Frost quakes heard across GTA
01/07/2014 08:50 AM Erin Criger
Frost quakes were heard overnight and early Tuesday morning, with dozens of loud booms reported across the GTA.
CityNews meteorologist Natasha Ramsahai said a frost quake is caused when rain and ice seep down into the soil and then freezes when temperatures drop.
“Water expands when it freezes and when it expands in frozen soil it literally puts a lot of stress on that dirt and will release that energy all of a sudden, very much like an earthquake releases that energy and shifts the ground,” she said.
CityNews and 680News readers certainly heard them, waking up to booms from Burlington to Woodbridge. One person said it sounded like someone breaking into her home!Did you hear one? Let us know.
This graphic explains what causes the frost quakes which have been reported in the GTA since an ice storm on Dec. 21-22, 2013. CITYNEWS
Frost quakes heard across GTA | CityNews
By Mike Strobel
First posted: Tuesday, January 07, 2014 06:38 PM EST | Updated: Tuesday, January 07, 2014 06:56 PM EST
No frostquakes in my downtown neighbourhood so far, other than a hooker or two slipping on the ice.
But everyone else is talking about them. “Frostquake” is a hot new buzzword of this cold spree, along with “polar vortex” and “grocery gift cards.”
Even sober people have reported them across the GTA lately — big bangs that supposedly rattle dishes and wake the dead drunk.
Colleague Don “Pistol” Peat was startled from his slumber at 3:30 a.m. Tuesday. “The earth did not move,” he adds, and his wife says it didn’t move for her, either, though it was noisy.
For once the rest of the world is talking about our frostquakes, not our crackheads.
Britain’s Daily Mail reported how citizens of our “notoriously cold nation” were frightened and confused by the sounds.
So frostquakes are new? A symptom of global warming or Miley Cyrus?
Not at all. They’re actually cryoseisms, which occur in locales like your backyard or neighbourhood. Water in saturated ground freezes, expands, then cracks to relieve pressure. Same thing can happen on rivers, lakes, glaciers or in your roof.
I’ll never forget the winter of 1934. You could skate from Toronto to Rochester and newspapers reported a distressing cacophony of snaps, crackles and pops.
This year, too, “we’ve really seen a perfect storm for cryoseisms,” says Dave Phillips, the sage of Environment Canada, starting with the July 8 deluge that soaked the GTA.
Cracking ice sounds like gunshots or a ninja trying to break in. Cops got scores of 911 calls over the holidays.
Luckily, you’re more likely to be eaten by a shark or struck by lightning than to perish in a frostquake.
“Unless it frightens the bejeebers out of you, or you fall off your barstool,” says Phillips.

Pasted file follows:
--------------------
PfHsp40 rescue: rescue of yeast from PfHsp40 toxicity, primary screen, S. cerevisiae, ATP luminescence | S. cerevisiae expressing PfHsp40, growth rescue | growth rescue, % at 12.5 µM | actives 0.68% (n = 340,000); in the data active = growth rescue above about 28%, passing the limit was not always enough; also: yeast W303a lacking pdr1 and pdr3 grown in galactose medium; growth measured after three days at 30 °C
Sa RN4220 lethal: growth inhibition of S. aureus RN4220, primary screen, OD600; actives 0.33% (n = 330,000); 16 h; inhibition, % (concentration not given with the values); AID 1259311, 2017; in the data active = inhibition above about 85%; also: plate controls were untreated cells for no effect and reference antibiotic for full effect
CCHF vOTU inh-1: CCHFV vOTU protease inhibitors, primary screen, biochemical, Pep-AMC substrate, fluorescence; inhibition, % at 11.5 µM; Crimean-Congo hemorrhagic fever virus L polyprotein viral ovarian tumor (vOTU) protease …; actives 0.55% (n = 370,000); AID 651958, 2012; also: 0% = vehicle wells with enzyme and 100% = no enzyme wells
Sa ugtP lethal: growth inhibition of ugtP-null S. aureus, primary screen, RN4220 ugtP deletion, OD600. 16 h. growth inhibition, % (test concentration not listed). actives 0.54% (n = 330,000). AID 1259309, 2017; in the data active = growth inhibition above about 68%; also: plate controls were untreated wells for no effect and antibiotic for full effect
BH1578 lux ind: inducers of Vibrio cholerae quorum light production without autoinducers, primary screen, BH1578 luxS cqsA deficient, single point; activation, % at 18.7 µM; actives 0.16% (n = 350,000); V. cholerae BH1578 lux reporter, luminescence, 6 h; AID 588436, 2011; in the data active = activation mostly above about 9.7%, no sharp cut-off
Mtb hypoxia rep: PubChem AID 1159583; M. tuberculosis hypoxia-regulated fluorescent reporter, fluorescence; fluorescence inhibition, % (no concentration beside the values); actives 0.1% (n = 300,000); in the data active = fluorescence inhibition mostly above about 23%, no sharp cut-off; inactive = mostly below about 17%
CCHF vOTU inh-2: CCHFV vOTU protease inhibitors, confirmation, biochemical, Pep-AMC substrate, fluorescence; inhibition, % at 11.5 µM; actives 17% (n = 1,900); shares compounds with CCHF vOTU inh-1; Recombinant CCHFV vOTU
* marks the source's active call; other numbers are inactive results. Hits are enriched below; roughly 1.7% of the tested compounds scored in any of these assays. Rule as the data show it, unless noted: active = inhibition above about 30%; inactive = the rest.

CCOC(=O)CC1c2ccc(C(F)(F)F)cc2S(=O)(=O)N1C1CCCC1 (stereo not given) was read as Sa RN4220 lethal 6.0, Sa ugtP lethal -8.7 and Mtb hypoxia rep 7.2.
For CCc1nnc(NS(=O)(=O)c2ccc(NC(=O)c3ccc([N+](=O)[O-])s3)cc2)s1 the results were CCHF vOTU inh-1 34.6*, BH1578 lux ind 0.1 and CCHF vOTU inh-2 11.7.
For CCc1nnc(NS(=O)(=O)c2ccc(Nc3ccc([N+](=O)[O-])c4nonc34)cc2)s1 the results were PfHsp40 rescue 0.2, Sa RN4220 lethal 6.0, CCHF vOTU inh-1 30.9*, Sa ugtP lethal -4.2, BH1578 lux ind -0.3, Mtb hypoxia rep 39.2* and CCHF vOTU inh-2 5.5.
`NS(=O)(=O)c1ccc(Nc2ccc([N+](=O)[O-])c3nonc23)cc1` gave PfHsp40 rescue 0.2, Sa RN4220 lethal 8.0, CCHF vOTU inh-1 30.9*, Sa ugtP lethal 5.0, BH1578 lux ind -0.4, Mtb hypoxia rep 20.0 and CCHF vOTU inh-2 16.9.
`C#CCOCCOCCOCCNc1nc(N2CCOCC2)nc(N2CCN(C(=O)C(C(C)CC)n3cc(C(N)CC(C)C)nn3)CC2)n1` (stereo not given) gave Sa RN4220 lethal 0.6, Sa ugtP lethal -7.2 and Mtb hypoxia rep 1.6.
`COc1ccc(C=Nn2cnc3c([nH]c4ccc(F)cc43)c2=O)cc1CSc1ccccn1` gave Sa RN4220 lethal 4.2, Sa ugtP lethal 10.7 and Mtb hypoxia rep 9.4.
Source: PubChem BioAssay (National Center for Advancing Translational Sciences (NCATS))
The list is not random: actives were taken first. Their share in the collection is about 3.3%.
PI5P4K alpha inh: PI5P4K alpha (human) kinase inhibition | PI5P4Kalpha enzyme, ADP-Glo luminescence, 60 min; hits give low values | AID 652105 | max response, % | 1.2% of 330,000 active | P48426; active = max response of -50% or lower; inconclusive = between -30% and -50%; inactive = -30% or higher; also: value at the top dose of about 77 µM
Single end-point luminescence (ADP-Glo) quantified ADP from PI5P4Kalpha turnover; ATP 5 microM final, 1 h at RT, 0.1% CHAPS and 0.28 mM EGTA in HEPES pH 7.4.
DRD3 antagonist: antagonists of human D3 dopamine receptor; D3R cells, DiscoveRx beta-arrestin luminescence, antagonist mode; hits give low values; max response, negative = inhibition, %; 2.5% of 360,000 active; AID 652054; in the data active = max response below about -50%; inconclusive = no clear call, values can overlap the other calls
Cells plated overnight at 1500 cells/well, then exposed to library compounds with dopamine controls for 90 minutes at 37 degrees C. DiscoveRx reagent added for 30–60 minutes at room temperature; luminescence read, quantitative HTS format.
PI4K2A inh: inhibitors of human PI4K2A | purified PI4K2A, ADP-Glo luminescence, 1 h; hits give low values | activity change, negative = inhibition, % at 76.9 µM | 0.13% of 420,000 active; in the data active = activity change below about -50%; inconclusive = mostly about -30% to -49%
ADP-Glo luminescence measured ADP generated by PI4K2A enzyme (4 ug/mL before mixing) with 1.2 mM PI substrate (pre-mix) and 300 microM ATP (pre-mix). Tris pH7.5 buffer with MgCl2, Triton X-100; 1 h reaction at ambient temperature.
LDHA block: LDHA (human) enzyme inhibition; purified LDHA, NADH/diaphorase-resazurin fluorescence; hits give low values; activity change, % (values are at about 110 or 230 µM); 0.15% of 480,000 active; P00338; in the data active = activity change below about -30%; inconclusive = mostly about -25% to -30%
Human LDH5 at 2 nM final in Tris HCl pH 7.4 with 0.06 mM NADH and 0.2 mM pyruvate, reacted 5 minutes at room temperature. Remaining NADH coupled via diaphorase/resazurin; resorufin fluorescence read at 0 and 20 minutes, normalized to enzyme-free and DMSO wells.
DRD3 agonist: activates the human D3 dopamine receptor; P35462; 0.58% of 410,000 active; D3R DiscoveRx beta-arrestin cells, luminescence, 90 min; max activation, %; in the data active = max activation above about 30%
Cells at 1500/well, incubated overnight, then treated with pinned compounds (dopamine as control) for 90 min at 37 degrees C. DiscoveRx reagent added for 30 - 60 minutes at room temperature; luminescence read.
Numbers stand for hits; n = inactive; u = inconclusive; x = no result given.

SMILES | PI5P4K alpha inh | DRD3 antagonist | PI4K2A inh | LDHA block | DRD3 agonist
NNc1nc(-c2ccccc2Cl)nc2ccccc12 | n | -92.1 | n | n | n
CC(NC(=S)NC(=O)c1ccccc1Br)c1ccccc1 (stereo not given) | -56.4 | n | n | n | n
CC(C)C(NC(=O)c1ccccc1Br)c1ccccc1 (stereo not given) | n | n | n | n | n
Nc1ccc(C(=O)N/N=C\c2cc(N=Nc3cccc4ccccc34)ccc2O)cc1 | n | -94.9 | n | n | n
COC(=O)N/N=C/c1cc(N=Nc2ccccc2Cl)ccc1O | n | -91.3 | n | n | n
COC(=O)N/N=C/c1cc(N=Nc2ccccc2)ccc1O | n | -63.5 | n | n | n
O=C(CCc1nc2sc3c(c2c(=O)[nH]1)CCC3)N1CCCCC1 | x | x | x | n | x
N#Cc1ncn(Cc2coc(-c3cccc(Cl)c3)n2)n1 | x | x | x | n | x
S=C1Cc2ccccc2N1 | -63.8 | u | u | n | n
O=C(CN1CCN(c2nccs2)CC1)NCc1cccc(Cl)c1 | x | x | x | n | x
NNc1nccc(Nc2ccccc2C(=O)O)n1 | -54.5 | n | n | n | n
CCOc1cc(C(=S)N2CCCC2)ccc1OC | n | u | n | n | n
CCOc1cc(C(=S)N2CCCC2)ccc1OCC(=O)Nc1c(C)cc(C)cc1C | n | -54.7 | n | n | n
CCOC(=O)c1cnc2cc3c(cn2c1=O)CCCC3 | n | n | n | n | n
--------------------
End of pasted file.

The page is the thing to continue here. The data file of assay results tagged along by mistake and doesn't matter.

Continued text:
A frostquake’s bark is bigger than its bite — a slight vibration at most. So it won’t kill you, unless you walk into a tree while texting about one.
Indeed social media is a main cause of outbreaks of frostquakes and other phenomena, such as water spouts, tornadoes, UFOs and sensible Habs fans.
Used to be, you’d hear something weird and discuss it with a neighbour or two. Now, you can announce it to the world, and vice versa.
Sexy hashtags are born, trends develop. Suddenly it’s not just winter, it’s a POLAR VORTEX!
You yell “Cryoseism!” and everybody says ‘Huh? What?’ You yell “Frostquake” and the twitterverse explodes.
We all want to be part of it, to have bravely survived a frostquake.
You can bet a few of those “frostquake” tweets were about a falling twig, a backfire, or a raccoon trying to get warm.
Others, of course, are real, but expect them to peter out, with our new snowfall muffling the din and much of the ice pressure already relieved. Besides, the deep freeze is expected to be gone by week’s end.
But don’t unpack your speedo, unless you are fleeing the frostquake zone for Fiji.
Every sane Canadian knows we face many weeks of bad drivers, sloppy lobbies, runny noses and maddeningly empty bike lanes.
Funny timing, but Phillips, who holds the Order of Canada, was swearing in new Canadians at a citizenship ceremony at Scarborough Town Centre on frigid Tuesday. More than 150 newbies, from every balmy corner of the globe.
“I try to tell them about our weather, how we’re the second coldest country (after Russia) and the snowiest,” says Dave. “But I tell them not to fear.”
Frankly, I’m surprised they didn’t all run screaming from the mall and catch the first flight back home.
Strobel’s city column usually runs Monday to Thursday. email@example.com
A view of downtown Toronto on Tuesday from the city's western shoreline. (ERNEST DOROSZUK, Toronto Sun)
Frostquake alert! | Toronto & GTA | News | Toronto Sun